And the latest manifestation of this political schism in Spain is directly linked to the dictatorship. In 2008, the country’s best-known judge, High Court investigative magistrate Baltasar Garzón, attempted to bring to trial members of the Franco regime responsible for human rights violations, including the deaths of an estimated 100,000 people. Several Latin American countries and post-war Germany had already done the equivalent long ago, but Spain had rejected such a process as it sped from dictatorship to parliamentary democracy with the help of a “pact of forgetting.” Garzón eventually stopped his own investigation by passing it on to local courts. However, the damage had already been done and in a barely credible turn of events, the judge himself, the only person to have attempted to investigate the atrocities of the dictatorship, now finds himself facing a private prosecution for overstepping his powers.

The group which brought the initial writ against him is a far-right union, which has been joined by the Falange, the party of Franco himself. While Garzón is a former member of the Socialist Party, he has gone after politicians of all stripes in recent years in his zealous way. There is an element of revenge-tinged glee in all this – Garzón is a hate figure for many on the right, including some fellow judges, due to his near-celebrity status. But the more worrying aspect of this case is that it represents a country’s stubborn refusal to face up to its past.

“If the untouchable wounds of the war have not healed in three-quarters of a century, their only hope for healing is surgery,” says the writer Rosa María Artal, in reference to the Garzón case. That surgery, it seems, is still too painful to undergo.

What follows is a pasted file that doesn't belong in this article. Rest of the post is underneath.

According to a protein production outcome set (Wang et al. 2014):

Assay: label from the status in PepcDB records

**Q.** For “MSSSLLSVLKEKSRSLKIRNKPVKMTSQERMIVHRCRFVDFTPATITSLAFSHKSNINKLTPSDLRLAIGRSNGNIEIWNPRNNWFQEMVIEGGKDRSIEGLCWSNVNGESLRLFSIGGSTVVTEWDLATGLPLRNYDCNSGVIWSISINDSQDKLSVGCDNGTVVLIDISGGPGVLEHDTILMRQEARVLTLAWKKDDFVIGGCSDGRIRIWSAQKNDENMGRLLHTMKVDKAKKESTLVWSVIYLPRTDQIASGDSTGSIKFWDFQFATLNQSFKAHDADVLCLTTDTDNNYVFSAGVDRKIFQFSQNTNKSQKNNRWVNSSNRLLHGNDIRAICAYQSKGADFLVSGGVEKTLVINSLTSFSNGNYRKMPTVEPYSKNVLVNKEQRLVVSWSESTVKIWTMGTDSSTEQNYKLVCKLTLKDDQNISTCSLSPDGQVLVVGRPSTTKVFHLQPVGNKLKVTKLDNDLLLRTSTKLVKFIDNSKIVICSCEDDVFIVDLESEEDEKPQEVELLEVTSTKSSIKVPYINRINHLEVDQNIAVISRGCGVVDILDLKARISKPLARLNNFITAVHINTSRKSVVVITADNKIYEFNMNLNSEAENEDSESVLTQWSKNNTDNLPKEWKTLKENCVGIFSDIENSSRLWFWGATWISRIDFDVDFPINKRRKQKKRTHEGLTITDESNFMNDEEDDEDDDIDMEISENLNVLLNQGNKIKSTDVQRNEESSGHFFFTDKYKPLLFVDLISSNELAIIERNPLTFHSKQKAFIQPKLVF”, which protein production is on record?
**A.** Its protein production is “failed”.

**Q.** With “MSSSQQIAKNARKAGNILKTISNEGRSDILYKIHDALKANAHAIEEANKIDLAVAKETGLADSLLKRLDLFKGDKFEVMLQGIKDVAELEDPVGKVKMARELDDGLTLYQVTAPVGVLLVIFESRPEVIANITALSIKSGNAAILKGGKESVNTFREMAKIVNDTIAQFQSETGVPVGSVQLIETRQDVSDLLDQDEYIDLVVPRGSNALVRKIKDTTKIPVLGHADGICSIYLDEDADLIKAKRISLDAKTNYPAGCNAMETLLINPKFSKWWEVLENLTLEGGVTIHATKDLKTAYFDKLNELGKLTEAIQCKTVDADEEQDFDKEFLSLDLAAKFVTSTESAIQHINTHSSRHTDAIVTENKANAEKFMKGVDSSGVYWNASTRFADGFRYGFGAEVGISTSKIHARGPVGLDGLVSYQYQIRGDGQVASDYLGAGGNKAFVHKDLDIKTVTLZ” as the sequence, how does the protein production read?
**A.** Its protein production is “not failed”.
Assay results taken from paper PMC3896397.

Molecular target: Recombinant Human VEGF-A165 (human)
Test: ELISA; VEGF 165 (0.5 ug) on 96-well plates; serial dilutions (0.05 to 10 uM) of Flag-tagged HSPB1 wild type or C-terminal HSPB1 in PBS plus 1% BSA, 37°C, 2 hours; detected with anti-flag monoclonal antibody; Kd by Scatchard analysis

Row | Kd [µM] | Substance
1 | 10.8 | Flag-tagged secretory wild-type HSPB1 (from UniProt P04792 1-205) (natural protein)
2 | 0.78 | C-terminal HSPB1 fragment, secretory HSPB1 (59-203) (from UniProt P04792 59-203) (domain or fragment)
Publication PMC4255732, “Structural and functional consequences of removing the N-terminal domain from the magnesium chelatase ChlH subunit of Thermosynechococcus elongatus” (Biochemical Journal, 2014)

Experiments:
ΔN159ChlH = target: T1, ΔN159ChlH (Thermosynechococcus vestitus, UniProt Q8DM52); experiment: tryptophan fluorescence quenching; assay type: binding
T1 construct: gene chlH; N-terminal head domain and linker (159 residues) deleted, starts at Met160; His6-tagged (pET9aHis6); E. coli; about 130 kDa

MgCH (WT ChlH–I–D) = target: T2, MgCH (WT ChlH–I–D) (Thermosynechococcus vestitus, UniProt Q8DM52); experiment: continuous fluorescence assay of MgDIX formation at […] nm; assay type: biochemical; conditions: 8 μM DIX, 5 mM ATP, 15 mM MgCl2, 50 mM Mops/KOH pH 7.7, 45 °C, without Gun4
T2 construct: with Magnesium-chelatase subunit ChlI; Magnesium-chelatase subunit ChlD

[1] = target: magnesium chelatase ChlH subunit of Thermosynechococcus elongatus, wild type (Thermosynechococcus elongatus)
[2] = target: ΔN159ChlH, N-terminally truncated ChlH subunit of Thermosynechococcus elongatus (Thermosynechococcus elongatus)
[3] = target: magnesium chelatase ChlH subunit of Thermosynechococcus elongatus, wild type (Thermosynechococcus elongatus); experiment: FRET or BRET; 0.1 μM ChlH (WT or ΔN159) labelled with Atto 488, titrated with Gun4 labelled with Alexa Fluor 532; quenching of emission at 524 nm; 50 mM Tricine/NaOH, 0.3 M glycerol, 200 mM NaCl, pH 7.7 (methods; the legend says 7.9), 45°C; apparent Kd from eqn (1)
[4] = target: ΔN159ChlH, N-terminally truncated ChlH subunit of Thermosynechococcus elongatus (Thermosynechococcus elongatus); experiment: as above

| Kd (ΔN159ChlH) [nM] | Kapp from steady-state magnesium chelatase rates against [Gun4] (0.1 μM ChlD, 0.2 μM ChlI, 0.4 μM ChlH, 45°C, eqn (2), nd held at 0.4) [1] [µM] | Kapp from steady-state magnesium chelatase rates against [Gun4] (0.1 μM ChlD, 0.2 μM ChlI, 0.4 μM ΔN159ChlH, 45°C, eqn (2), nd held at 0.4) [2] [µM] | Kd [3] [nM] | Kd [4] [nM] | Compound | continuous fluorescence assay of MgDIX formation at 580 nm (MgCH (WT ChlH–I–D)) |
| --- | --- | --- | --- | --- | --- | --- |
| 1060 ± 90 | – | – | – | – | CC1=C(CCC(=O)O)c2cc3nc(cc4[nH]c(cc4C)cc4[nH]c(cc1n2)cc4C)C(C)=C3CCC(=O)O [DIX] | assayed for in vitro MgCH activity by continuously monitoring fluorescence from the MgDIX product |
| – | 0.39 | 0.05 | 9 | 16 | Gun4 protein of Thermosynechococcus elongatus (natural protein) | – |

It has become a cliché to say that there are two Spains: left and right, liberal and reactionary, European and parochial. But as the country contemplates the sixth anniversary of the Madrid bombings and their divisive aftermath and continues to struggle to come to terms with its past, the words of Hernández, a poet imprisoned for fighting for the Republic, ring down the decades in his poem Llamo al toro de España (I Call the Bull of Spain):

“Split in two parts, this centuries-old bull,
This bull that lives inside us:
Split in two halves, with one it would kill
And with the other it would die fighting.”

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Published: Mar 10 2011
Category: Iberoblog
Republication: Creative Commons, non-commercial
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2 Comments for “March 11’s divisive legacy (revisited)”

  1. Sir,
    You write, “The combination of an embittered right and a left determined to tackle issues that had previously been politically off-limits..”.
    Perhaps that could be written; The combination of an exasperated right AND centre, and a frivolous left determined to distract voters by dragging up matters irrelevant to current modern Spanish society..”

    You write, “But the more worrying aspect of this case is that it represents a country’s stubborn refusal to face up to its past.”

    Here one might agree with you. In a country where most young people aquire their narrow patchy semblance of history though a barrage of ideological inspired films and TV shows, educators really ought to widen the scope of the material they read, (especially in light of all the ongoing discovered documents in Russian archives), in order to convey a more balanced view of 20th century Spanish history to their often oblivious students.)

    May I recommend: Spain Betrayed: The Soviet Union in the Spanish Civil War (Yale University Press)

    P.s. A senior law professor at one of the world’s pre-emminent business schools here in Madrid, once told me, “Mr. Garzon only cares about ONE thing. And that is Mr. Garzon.”

    Michael Clarke

  2. Michael, a belated follow-up to your comment. I think the two issues you raise are very much related. Raking up the past might be painful/annoying for many people. But while on the one hand it can lead to some kind of resolution or closure for many of those affected, it can also help Spaniards understand their past better and therefore have a greater grasp of their own recent history. As for Garzón, he may indeed be self-centred, vain and so on, but I don’t think that necessarily makes the cases he pursues worthless.